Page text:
In the highly controversial Supreme Court decision, the justices ruled 5-4 that the economic development and increased tax revenue resulting from the eminent domain action qualified as "public use" under the Fifth Amendment of the Constitution.

Though the practice of eminent domain is provided for in the Fifth Amendment of the Constitution, this case is significant because the seizure is for private development and not for "public use," such as a highway or bridge. The decision has been roundly criticized by property-rights activists and limited-government commentators.

The city has previously threatened the homeowners with demands for back rent dating to 2000. Officials say that since they won the case, the homeowners actually have been living on city property for the last five years since they first began condemnation procedures.

In addition, buyout offers were based on the market rate in 2000, before most of the growth in the current real-estate bubble.

The New London Development Corporation, the semi-public organization hired by the city to facilitate the deal, first addressed the rent issue in a June 2004 letter to residents, calling the alleged debt retroactive "use and occupancy" payments.

The Kelo case, named after Susette Kelo, who owns a single-family house in New London with her husband, has ignited a national uproar.

One Los Angeles advertising entrepreneur, Logan Darrow Clements, has spearheaded a campaign to have the city of Weare, N.H., condemn Souter's property, a modest 200-year-old farmhouse on eight acres, in retaliation for his vote approving the seizure of homes in connection with the case.

Clements plans to create on Souter's land the "Lost Liberty Hotel," a kind of museum commemorating the lost right to private property in America.

Because the Board of Selectmen of Weare has rejected Clements' request to condemn the property, Darrow hopes to use a ballot initiative to do the job.

Saturday, September 03, 2005

RIP Justice Rehnquist

WASHINGTON (Reuters) - U.S. Supreme Court Chief Justice William Rehnquist died on Saturday at his home in Arlington, Virginia, after battling thyroid cancer since October, a court spokeswoman said.

Rehnquist, 80, had experienced "a precipitous decline in his health in the last couple of days," and died in the evening surrounded by his three children, court spokeswoman Kathy Arberg said.

Rehnquist's death creates a second opening on the court, following the announced retirement of Justice Sandra Day O'Connor.

Friday, September 02, 2005

Leaving tonight

Well, ladies and gentlemen - you knew it would happen sometime. I have been activated, and I am deploying to Louisiana in support of efforts to help the victims of the hurricane.

Obviously, I won't be keeping a blog during that time. Hell, I'm not even sure I'll have electricity or cell service.

Keep your chins up.


Tuesday, August 30, 2005

Blogger Relief Day

Via Malkin.

Hugh Hewitt is suggesting a Blogger Relief Day for the citizens of New Orleans.

Check out his blog for more details.

Monday, August 22, 2005

So long, private property rights

I meant to post this earlier, but an emergency trip to New Orleans got in the way.

It seems our government has decided that citizens do not have the right to defend their property. In the case outlined below, a court ruled that a ranch owner had to surrender his property to illegal immigrants. Let's see what NYT has to say about it:

August 19, 2005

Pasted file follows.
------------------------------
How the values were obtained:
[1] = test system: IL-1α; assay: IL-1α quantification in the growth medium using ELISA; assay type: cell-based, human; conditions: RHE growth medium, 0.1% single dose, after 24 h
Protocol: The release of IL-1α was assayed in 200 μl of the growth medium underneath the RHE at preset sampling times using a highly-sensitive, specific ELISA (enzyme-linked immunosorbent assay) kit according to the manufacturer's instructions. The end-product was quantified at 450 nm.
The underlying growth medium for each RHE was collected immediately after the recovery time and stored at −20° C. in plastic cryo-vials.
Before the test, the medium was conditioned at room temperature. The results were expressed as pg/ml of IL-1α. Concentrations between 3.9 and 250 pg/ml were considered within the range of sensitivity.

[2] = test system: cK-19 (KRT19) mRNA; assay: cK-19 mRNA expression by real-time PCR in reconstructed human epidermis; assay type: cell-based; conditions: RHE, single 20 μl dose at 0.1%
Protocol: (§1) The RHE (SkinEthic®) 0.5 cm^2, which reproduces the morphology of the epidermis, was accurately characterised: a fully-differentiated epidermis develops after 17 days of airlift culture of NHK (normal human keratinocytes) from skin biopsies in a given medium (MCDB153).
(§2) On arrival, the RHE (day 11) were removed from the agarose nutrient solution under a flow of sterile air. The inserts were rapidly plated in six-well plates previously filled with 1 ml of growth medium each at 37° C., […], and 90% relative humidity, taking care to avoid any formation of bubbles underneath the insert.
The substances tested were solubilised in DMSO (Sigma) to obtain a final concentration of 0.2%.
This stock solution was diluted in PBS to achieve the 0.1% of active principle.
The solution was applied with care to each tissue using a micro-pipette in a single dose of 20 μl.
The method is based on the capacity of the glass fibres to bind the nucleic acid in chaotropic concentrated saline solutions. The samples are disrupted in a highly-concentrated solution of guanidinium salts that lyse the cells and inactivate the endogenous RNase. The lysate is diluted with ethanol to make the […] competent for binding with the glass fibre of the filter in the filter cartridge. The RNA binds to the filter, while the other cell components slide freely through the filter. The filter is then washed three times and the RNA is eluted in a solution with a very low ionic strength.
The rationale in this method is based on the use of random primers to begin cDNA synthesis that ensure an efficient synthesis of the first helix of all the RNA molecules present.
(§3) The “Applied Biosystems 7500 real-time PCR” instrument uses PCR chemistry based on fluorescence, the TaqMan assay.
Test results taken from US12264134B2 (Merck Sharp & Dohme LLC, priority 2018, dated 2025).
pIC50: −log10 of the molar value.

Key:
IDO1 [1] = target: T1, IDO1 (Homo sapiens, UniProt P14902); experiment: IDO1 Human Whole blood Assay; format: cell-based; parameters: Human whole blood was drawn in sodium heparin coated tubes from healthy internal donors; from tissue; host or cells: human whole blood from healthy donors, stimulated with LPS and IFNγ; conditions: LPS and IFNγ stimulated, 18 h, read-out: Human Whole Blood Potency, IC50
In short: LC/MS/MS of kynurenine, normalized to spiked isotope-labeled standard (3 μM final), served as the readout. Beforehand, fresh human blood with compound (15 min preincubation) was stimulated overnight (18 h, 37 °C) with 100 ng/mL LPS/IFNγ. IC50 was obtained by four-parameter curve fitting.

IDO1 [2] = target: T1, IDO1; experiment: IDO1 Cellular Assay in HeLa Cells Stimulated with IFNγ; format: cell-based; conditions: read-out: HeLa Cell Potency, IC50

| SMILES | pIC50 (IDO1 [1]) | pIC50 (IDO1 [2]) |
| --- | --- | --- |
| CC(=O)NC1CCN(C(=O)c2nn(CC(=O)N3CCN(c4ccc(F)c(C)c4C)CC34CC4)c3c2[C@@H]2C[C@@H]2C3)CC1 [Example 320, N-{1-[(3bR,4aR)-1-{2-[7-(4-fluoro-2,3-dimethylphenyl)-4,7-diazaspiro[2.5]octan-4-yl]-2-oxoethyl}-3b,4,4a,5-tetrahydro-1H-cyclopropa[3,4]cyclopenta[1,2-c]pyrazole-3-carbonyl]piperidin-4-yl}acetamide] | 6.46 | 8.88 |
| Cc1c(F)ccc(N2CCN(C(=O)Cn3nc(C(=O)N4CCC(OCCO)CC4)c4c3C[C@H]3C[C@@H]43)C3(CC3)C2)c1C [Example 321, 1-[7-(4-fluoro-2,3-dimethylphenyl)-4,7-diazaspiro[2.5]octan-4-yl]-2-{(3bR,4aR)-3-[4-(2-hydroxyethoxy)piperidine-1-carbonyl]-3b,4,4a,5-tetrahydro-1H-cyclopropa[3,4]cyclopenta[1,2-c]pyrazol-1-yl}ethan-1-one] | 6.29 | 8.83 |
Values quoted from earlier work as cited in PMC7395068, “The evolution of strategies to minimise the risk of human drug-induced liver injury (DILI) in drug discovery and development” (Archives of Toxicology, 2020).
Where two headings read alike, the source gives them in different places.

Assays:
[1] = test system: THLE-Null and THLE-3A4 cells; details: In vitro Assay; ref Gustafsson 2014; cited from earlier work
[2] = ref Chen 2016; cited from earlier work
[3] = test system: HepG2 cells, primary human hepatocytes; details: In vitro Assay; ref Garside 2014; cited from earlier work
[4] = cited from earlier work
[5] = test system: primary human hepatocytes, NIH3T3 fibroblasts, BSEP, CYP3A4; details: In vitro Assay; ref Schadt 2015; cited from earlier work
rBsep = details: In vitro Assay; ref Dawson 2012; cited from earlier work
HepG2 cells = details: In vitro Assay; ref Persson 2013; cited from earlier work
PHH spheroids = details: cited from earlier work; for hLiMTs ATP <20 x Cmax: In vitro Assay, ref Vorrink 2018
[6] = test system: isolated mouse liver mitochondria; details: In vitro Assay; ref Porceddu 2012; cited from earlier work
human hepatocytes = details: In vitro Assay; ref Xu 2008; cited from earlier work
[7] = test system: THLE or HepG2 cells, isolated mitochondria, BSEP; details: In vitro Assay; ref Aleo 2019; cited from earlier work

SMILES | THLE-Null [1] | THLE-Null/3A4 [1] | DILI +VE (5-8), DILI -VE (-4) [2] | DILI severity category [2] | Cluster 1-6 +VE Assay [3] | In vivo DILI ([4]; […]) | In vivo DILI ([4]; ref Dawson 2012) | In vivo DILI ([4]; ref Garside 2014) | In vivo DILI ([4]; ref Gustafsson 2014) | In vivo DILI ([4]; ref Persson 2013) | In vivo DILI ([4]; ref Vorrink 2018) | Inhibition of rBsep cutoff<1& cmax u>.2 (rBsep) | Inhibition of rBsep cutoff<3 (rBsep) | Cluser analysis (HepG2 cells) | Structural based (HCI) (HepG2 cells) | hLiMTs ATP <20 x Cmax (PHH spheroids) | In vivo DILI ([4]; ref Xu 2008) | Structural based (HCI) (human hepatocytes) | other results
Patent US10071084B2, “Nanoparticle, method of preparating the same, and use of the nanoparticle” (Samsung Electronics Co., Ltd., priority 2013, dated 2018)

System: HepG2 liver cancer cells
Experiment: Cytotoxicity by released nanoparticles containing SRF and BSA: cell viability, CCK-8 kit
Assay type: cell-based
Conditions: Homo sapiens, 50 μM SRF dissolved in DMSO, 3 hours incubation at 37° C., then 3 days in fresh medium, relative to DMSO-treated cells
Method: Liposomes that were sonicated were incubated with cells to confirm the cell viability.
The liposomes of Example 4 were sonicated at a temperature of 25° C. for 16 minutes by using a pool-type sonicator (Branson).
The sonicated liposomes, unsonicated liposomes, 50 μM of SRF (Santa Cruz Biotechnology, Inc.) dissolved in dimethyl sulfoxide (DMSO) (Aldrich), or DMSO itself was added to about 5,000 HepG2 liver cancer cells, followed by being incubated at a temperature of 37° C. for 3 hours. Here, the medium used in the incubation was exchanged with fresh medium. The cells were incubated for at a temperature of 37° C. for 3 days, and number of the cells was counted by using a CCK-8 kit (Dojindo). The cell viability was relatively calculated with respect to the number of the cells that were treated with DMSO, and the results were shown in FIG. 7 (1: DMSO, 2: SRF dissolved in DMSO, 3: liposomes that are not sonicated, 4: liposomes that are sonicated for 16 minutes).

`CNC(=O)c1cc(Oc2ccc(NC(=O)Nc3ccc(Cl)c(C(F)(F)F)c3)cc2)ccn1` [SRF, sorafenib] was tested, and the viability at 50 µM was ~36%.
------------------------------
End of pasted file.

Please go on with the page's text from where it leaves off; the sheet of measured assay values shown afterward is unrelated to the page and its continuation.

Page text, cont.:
Two Illegal Immigrants Win Arizona Ranch in Court Fight

DOUGLAS, Ariz., Aug. 18 - Spent shells litter the ground at what is left of the firing range, and camouflage outfits still hang in a storeroom. Just a few months ago, this ranch was known as Camp Thunderbird, the headquarters of a paramilitary group that promised to use force to keep illegal immigrants from sneaking across the border with Mexico.

Now, in a turnabout, the 70-acre property about two miles from the border is being given to two immigrants whom the group caught trying to enter the United States illegally.

The land transfer is being made to satisfy judgments in a lawsuit in which the immigrants had said that Casey Nethercott, the owner of the ranch and a former leader of the vigilante group Ranch Rescue, had harmed them.

"Certainly it's poetic justice that these undocumented workers own this land," said Morris S. Dees Jr., co-founder and chief trial counsel of the Southern Poverty Law Center in Montgomery, Ala., which represented the immigrants in their lawsuit.

Mr. Dees said the loss of the ranch would "send a pretty important message to those who come to the border to use violence."

The surrender of the ranch comes as the governors of Arizona and New Mexico have declared a state of emergency because of the influx of illegal immigrants and related crime along the border.

Bill Dore, a Douglas resident briefly affiliated with Ranch Rescue who is still active in the border-patrolling Minuteman Project, called the land transfer "ridiculous."

"The illegals are coming over here," Mr. Dore said. "They are getting the American property. Hell, I'd come over, too. Get some American property, make some money from the gringos."

The immigrants getting the ranch, Edwin Alfredo Mancía Gonzáles and Fátima del Socorro Leiva Medina, could not be reached for comment. Kelley Bruner, a lawyer at the law center, said they did not want to speak to the news media but were happy with the outcome.

Ms. Bruner said that Mr. Mancía and Ms. Leiva, who are from El Salvador but are not related, would not live at the ranch and would probably sell it. Mr. Nethercott bought the ranch in 2003 for $120,000.

Mr. Mancía, who lives in Los Angeles, and Ms. Leiva, who lives in the Dallas area, have applied for visas that are available to immigrants who are the victims of certain crimes and who cooperate with the authorities, Ms. Bruner said. She said that until a decision was made on their applications, they could stay and work in the United States on a year-to-year basis.